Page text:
In an interview, Judge Pendergrass provided his view that the display is constitutional and that the Winter Solstice banner was denied because no banners are allowed on the courthouse lawn.  However, the complaint, available here, claims that "[o]n or about January 24, 2014, a large, unattended banner was displayed on or near the Courthouse property."

More Notable Nativity Scenes: Although the “25 Most Awesomely Inexplicable Nativity Scenes” may not raise questions of constitutional law, they are fun to gawk at (or just plain cute).  Thanks to BuzzFeed for assembling the entertaining list (albeit in 2011) full of comic book heroes and villains, star trek and star wars characters, dogs and dinosaurs.




Fed. Dist. Court in FL Dismisses RLUIPA Equal Terms Claim Following Notice of Violation
Posted on 12/30/14 by Evan Seeman, Dwight Merriam, and Karla Chaffee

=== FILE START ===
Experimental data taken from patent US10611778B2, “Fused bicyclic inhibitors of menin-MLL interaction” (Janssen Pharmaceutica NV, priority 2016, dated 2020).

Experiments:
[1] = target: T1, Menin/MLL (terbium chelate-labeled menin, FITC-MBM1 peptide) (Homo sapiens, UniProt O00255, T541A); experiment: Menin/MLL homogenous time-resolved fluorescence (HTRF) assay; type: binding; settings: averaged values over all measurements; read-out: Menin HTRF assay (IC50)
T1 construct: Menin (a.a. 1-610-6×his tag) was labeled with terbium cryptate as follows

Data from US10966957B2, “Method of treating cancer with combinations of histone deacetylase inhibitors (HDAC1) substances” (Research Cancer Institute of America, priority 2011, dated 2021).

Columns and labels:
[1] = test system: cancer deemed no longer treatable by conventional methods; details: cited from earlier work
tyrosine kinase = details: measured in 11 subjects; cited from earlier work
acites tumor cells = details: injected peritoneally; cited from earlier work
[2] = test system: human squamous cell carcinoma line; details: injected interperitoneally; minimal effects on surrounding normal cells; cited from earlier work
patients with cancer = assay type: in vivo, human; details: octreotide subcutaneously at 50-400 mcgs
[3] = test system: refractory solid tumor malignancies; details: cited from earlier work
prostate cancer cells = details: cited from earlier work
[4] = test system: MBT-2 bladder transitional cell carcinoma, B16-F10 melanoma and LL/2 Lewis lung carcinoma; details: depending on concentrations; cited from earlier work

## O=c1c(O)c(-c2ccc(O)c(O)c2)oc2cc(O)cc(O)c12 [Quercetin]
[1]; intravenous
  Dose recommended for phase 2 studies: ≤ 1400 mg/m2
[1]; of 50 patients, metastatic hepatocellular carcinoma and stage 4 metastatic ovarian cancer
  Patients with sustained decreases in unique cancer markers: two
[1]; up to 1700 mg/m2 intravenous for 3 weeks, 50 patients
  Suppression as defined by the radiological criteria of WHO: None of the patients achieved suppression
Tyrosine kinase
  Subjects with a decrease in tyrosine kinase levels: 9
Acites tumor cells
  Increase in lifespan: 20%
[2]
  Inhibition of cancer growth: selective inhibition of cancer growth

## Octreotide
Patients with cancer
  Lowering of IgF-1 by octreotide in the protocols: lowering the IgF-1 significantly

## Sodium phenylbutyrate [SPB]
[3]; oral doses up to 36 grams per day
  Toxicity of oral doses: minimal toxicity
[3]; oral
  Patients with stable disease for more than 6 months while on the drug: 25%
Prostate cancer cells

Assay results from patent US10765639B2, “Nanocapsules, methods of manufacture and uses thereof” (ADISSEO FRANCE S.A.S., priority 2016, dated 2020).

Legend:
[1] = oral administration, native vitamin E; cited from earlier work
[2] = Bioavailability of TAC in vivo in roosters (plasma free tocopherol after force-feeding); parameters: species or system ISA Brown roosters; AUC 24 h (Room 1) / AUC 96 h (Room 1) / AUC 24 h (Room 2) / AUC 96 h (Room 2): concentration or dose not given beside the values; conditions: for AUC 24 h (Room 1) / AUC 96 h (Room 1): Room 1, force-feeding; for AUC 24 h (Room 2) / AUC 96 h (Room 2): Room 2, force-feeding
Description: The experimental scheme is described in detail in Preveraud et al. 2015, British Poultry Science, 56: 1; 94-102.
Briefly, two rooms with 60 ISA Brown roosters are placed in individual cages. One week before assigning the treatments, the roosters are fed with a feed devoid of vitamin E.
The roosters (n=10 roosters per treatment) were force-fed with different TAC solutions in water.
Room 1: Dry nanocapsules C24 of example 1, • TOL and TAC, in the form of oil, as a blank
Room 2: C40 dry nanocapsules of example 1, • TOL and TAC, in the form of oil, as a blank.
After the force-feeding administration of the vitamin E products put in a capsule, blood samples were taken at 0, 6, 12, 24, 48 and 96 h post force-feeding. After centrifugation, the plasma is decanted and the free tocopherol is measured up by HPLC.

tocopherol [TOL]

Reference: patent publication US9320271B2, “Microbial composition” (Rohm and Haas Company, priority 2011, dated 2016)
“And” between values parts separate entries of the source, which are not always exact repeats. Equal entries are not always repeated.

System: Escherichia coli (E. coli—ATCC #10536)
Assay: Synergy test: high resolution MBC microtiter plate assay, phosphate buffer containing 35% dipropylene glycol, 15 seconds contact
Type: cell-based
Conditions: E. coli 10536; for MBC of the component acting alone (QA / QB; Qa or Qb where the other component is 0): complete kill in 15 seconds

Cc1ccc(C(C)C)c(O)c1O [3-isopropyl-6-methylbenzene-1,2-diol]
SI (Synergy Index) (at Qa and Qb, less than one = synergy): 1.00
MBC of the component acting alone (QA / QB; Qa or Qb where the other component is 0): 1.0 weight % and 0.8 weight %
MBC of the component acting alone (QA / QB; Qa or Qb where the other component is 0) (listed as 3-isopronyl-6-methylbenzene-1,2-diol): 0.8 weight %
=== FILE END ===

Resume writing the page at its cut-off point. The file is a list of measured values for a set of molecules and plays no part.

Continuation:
A pro se plaintiff filed a claim against a city code enforcement department and its officers alleging various constitutional violations as well as a violation of RLUIPA for code enforcement activity. Plaintiff owned real property known as “Al Moroc Humanity Park” that Moorish Nationals (like plaintiff) congregated at every Sunday to practice Islam, among other things. The property has several signs, make shift structures and installations on the property placed there without permits. Code enforcement officers had temporarily blocked access to the property while viewing it with an eye toward code enforcement. The city sent plaintiff a “Notice of Violation” listing various infractions of the city code.